This month’s Talk Story began with a screening of A Brief Flight, a documentary about Hazel Lee. Lee was a Chinese American pilot who flew for the Women Airforce Service Pilots (WASP) during the Second World War. She had a passion for flying, and despite her parents’ opposition, became one of the first Chinese American women pilots of her time. After living in Canton from 1933-1937 and repeated unsuccessful bids to join the Chinese Air Force, Lee moved back to the U.S. After the attack on Pearl Harbor and the U.S.’s subsequent involvement in the war, Lee successfully joined the WASPs in 1943. Lee died in 1944 after sustaining burns when her plane collided during landing on a mission in Great Falls, Montana at the age of 32.

The film itself includes footage and interviews from Hazel’s family and flying buddies. People who knew her described her as fearless and quick-thinking under stress. The film’s emphasis on WASPs also highlights the gender equality experienced by female veterans of World War II, who received no military benefits. Through her career in aviation, Lee defied contemporary stereotypes about Asian Americans and women, who were underrepresented in Lee’s time.

Hazel Ying Lee in 1932. Source: Wikimedia Commons

The film screening was followed by a discussion on the history of Chinese American women in the military, facilitated by Commander Evelyn Moy, U.S. Navy (ret). Moy asked the audience to raise their hands if they knew of any Asian American women currently serving in the military. Our group of about 40 people shared that they knew of three such women. Moy also shared that many people on the streets don’t recognize her as a veteran, even if she is wearing her decorations, and assume that she is borrowing honors from her husband. She highlighted these and other obstacles facing women in the military at large, but especially ones facing Asian American women.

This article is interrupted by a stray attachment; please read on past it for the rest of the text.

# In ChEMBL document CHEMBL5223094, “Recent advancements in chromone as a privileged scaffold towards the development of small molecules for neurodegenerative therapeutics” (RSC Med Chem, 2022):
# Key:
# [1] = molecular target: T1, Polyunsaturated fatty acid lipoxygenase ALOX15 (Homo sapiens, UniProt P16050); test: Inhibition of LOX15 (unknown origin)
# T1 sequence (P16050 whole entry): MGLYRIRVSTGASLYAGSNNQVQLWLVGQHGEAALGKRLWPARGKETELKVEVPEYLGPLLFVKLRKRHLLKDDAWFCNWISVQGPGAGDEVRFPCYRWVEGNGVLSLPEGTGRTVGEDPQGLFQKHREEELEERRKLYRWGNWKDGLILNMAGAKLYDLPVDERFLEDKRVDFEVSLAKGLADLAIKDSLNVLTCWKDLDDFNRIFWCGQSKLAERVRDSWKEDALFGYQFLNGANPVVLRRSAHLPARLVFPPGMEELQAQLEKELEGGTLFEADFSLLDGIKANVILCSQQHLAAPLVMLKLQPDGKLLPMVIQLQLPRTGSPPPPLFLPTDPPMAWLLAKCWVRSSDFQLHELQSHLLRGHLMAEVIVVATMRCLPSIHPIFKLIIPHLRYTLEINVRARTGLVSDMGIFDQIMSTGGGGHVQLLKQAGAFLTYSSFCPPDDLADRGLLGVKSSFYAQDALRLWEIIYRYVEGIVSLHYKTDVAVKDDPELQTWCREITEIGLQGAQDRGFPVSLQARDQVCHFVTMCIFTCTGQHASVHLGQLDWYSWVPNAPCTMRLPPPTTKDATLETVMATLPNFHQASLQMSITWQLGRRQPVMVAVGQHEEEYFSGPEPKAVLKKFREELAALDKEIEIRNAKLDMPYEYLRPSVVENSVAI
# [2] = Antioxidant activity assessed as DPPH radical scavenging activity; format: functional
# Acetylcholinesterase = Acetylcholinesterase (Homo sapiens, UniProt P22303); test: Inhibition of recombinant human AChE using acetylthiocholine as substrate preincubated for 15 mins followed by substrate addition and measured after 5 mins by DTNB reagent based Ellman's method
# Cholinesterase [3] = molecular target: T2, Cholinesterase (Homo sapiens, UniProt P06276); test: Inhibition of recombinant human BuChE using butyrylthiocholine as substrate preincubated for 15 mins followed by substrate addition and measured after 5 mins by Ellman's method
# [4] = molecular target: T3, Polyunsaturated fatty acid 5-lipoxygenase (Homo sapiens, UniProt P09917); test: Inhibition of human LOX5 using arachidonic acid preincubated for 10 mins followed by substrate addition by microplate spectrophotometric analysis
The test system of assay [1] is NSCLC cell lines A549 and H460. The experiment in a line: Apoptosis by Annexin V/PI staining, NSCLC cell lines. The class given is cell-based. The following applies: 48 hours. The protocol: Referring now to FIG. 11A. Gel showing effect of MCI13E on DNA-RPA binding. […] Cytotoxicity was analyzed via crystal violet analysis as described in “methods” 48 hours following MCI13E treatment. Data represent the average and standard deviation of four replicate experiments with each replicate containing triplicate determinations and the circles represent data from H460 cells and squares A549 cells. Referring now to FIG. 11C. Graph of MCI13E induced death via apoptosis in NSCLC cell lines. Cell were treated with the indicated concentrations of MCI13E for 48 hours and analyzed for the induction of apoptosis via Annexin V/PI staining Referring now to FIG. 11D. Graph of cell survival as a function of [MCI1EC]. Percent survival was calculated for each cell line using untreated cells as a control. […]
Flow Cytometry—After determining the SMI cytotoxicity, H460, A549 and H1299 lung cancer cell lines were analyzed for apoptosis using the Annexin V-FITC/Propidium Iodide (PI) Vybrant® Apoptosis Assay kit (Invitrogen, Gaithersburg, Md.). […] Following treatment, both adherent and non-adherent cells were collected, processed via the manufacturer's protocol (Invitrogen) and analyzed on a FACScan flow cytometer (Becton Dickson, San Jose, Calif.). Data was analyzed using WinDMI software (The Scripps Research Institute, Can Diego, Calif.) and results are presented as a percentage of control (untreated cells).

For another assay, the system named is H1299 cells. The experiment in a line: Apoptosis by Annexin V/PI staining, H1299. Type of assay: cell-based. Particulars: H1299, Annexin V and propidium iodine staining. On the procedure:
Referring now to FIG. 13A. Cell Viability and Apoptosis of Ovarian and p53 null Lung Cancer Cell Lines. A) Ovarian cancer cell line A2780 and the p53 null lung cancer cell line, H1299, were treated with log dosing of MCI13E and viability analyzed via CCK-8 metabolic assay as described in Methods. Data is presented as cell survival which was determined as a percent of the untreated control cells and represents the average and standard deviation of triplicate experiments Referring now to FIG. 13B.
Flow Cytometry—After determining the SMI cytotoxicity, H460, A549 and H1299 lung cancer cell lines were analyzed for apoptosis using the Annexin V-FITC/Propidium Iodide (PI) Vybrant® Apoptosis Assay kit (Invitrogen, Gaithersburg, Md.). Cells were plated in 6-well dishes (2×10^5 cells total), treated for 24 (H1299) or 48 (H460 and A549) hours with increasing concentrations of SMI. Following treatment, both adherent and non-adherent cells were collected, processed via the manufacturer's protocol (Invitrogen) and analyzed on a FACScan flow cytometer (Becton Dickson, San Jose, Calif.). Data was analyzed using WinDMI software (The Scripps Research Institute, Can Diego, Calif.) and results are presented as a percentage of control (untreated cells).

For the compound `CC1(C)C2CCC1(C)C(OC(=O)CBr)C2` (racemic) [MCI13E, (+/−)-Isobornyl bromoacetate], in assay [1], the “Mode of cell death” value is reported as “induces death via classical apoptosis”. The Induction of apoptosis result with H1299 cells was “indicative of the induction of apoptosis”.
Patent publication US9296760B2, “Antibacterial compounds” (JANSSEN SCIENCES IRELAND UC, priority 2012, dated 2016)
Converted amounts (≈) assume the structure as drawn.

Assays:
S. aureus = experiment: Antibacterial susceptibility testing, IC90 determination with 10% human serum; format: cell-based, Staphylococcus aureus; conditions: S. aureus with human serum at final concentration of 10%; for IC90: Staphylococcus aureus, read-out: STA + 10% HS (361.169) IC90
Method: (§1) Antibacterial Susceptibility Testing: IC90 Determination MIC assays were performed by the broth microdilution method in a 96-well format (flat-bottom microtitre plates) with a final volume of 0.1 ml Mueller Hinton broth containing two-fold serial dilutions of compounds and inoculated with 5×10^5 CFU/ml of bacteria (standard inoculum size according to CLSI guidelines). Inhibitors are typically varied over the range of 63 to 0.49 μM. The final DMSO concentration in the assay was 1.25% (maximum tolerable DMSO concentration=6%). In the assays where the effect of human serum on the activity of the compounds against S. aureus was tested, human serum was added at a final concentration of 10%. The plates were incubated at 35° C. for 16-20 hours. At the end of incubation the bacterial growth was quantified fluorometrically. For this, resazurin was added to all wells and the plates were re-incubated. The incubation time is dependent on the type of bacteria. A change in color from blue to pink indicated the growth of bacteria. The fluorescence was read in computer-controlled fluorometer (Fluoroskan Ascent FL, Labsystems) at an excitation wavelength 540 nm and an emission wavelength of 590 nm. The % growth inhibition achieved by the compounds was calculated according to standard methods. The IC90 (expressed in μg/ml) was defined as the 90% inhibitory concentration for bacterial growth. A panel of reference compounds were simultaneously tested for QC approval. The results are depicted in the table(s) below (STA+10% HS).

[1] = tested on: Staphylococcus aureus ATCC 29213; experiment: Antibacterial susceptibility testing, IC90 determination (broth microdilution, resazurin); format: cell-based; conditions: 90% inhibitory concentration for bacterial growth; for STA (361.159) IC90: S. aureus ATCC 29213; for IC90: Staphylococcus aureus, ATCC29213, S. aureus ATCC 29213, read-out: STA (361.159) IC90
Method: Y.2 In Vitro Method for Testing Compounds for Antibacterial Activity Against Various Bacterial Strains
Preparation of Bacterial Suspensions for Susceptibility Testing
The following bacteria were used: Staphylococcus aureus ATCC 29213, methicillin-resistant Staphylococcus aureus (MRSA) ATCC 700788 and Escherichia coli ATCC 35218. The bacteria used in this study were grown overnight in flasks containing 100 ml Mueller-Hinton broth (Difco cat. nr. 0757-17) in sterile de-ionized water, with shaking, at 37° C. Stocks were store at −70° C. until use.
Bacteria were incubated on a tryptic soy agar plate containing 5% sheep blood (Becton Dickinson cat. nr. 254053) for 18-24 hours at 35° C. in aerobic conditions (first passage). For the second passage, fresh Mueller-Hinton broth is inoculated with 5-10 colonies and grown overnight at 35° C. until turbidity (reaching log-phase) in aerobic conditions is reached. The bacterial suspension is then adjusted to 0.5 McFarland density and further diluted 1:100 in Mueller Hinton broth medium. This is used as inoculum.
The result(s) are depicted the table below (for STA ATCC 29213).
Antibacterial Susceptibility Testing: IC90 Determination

Moy then shared her story. She had received her college degree in graphic design and enlisted in the Navy, where she did graphic illustration at the Pentagon. After two years of service, she repeatedly applied for a commission, and in the meantime opened her own business before she finally became an officer. Moy described her thirty-one years of service as the “best decision” she ever made, noting that service people’s commitment to the mission meant that she didn’t experience discrimination for being an Asian American woman in her career the way that she had personally up until that point. She also pointed out that she didn’t see a lot of people who looked like her during her tenure in the military.

Amy Li, a member of the Air Force, then briefly spoke about being an immigrant and arriving to the U.S. at age 13. She was the first in her family to attend college, where she received a BA in Biology and went on to nursing school. She ended up serving in the military for twenty years, half of which was spent in Germany in a career in intensive care.

Moy ended the discussion by linking Yee’s story to her current effort to get a Congressional gold medal for the 20,000 Chinese American veterans of the Second World War. Although WASPs like Hazel Yee were recognized and granted military status in 1977, Moy and her team referenced Yee’s story when they lobbied Congress as an example of Asian American heroism. The Chinese American World War II Veteran Congressional Gold Medal Act (S. 1050) passed in the Senate on September 18, 2018 while the House resolution has received more than enough support and is slated to pass on November 27.

The next step for Evelyn Moy’s congressional resolution is to verify the identities of Chinese American veterans of World War II, and she urged the audience to visit to report any such veterans for verification while the medal is being designed.

The next Talk Story will be held on the anniversary of the repeal of the Chinese Exclusion Act on December 18.

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